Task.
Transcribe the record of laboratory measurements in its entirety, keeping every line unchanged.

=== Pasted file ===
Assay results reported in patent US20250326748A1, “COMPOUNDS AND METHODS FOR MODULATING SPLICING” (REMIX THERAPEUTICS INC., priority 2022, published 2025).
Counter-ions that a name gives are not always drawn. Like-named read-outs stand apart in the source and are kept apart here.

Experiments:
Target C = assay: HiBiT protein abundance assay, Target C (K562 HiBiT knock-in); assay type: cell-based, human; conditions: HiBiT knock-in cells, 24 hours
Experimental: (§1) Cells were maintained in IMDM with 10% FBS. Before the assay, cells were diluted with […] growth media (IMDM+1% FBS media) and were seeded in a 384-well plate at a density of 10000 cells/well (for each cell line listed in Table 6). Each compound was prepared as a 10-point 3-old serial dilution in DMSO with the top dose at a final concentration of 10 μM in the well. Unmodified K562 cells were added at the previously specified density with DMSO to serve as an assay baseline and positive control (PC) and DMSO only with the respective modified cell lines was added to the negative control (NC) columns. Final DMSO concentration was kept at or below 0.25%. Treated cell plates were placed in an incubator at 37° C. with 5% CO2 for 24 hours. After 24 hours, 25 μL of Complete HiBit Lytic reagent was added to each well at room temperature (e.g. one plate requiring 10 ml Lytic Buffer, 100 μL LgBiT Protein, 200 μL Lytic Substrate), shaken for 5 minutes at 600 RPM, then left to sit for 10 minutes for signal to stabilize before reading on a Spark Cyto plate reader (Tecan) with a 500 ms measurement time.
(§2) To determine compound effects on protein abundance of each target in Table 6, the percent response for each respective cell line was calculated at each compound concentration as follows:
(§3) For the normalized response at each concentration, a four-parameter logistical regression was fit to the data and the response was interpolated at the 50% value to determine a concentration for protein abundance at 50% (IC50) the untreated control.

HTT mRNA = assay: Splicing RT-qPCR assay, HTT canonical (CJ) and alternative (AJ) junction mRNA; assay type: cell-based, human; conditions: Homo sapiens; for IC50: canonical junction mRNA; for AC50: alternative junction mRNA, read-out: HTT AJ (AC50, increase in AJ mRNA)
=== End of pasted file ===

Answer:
Assay results reported in patent US20250326748A1, “COMPOUNDS AND METHODS FOR MODULATING SPLICING” (REMIX THERAPEUTICS INC., priority 2022, published 2025).
Counter-ions that a name gives are not always drawn. Like-named read-outs stand apart in the source and are kept apart here.

Experiments:
Target C = assay: HiBiT protein abundance assay, Target C (K562 HiBiT knock-in); assay type: cell-based, human; conditions: HiBiT knock-in cells, 24 hours
Experimental: (§1) Cells were maintained in IMDM with 10% FBS. Before the assay, cells were diluted with […] growth media (IMDM+1% FBS media) and were seeded in a 384-well plate at a density of 10000 cells/well (for each cell line listed in Table 6). Each compound was prepared as a 10-point 3-old serial dilution in DMSO with the top dose at a final concentration of 10 μM in the well. Unmodified K562 cells were added at the previously specified density with DMSO to serve as an assay baseline and positive control (PC) and DMSO only with the respective modified cell lines was added to the negative control (NC) columns. Final DMSO concentration was kept at or below 0.25%. Treated cell plates were placed in an incubator at 37° C. with 5% CO2 for 24 hours. After 24 hours, 25 μL of Complete HiBit Lytic reagent was added to each well at room temperature (e.g. one plate requiring 10 ml Lytic Buffer, 100 μL LgBiT Protein, 200 μL Lytic Substrate), shaken for 5 minutes at 600 RPM, then left to sit for 10 minutes for signal to stabilize before reading on a Spark Cyto plate reader (Tecan) with a 500 ms measurement time.
(§2) To determine compound effects on protein abundance of each target in Table 6, the percent response for each respective cell line was calculated at each compound concentration as follows:
(§3) For the normalized response at each concentration, a four-parameter logistical regression was fit to the data and the response was interpolated at the 50% value to determine a concentration for protein abundance at 50% (IC50) the untreated control.

HTT mRNA = assay: Splicing RT-qPCR assay, HTT canonical (CJ) and alternative (AJ) junction mRNA; assay type: cell-based, human; conditions: Homo sapiens; for IC50: canonical junction mRNA; for AC50: alternative junction mRNA, read-out: HTT AJ (AC50, increase in AJ mRNA)